Mr. D Math Dennis DiNoia High School Homeschool Online Math Homeschool Conversations

How far does a homeschool high schooler need to go in math, especially if they aren’t university bound?

Amy: There was a really common question that came up again. I mentioned earlier, I asked on social media what questions people had about high school math. There was one that was just really common. I’m actually going to read two questions and then ask for your perspective on this, one follower asked, if my kids aren’t university bound, how much math do we really need? Algebra is our requirement. I’m thinking some personal finance type math, do they need more than that?

Another mom asked, one of the things I think about is how do I assess how far my kid needs to go with math? How do I tell when a kid just needs to be done with algebra and some practical math, and when a kid needs to push on through to higher math, especially if their goals or future aspirations are unclear, how can I keep my child’s options open? Give them the skills they need while at the same time respecting who they are as an individual. This was such a common question. I’m really eager to hear your perspective on this.

Dennis: One thing, unfortunately, and I say this “unfortunately” because it is unfortunate. It depends on what your state says is needed for graduation. That would be the first thing, like what is it that you have to do?

Typically there’s Algebra 1, Geometry, Algebra 2. Some states will require four math credits and other states more than that. Not more than that, but something different.

What do you do? That’s the first thing is find out what’s required in your state.

Then the second thing from there, once you fulfill those requirements, if there’s still additional math credits or math credits or math courses to take, then if the young person does know what they’re interested in they’re interested in a field that even if it’s a trade field, you’d be amazed to find out how much math is involved in people that go into trade industries like landscaping and plumbing and people that do those that get into those kinds of fields, which actually pay really well.

That’s a great field to get into, but getting there, find someone in the industry and ask them and you can say, “Hey, I’m interested in your field and I have this one more math credit to take or another math class to take. What would you recommend? What do you think would really help me prepare for what I’m interested in doing?”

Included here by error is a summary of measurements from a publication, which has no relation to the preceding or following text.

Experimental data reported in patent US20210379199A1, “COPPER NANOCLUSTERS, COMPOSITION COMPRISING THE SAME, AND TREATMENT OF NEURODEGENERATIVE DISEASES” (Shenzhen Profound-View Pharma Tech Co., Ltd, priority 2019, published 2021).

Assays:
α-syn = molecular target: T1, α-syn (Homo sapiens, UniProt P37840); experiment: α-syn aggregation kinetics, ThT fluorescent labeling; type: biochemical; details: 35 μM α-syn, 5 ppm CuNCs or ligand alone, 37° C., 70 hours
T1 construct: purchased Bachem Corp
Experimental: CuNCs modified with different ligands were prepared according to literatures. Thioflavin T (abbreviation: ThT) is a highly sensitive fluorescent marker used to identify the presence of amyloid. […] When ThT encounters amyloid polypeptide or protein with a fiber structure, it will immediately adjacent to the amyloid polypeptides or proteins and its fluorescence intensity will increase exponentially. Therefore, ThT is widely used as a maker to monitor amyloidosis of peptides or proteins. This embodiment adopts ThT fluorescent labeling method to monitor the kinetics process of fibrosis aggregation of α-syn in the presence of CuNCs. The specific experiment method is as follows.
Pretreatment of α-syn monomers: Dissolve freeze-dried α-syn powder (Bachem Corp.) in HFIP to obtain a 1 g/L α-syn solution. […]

Then look from there. If young people don’t know what they’re interested in, one thing is maybe even do like a little career interest survey with them, find out the fields that it seems are appropriate for what they’re interested in and the things that they like to do.

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We do that with young people. We have a whole survey that we do with them and we have a college and career readiness class that really is that it’s whether you’re going to college or you’re going to go into the career into your work world what that looks like.

We’re always surprised to find out how often the students that have come into the class and say, “I don’t know what I want to do in my life.” By the time the class is over, they do, because we let them explore and find out what was important to you and then start interviewing like, find people in that field and find people that are able to say, “This is the math courses that I think you should take.”

All the math courses have a little different flavor to them. Geometry was not my favorite course when I was a high school student. In fact, it was towards the bottom of my favorite courses as a high school student. When I started teaching Geometry years later, one of the things I really got out of Geometry was the ability to think in a way that allowed me to solve problems, but to do it where it wasn’t in like an algebra, it’s step-by-step you go from this step to this step, you want to do this, you want to do that and you get your answer and Geometry is not really like that.

In geometry you see where you’re starting, you know where you’re ending, and you have to figure out how to get there.

I think if any young person is going to be an attorney, take geometry, because it teaches you how to present an argument, which is really great. That’s why we do proofs with young people. It’s not that I think that they’re going to remember the Side, Side, Side Postulate for triangle congruence. That’s probably not going to stick with them, but they’ll learn how to create a proof and how to present it and how to present your argument. I don’t mean argue in the sense of like you’re arguing where you’re butting heads, but argument where you’re trying to be able to say what it is you’re trying to say, and it’s a valid progression in what you’re speaking.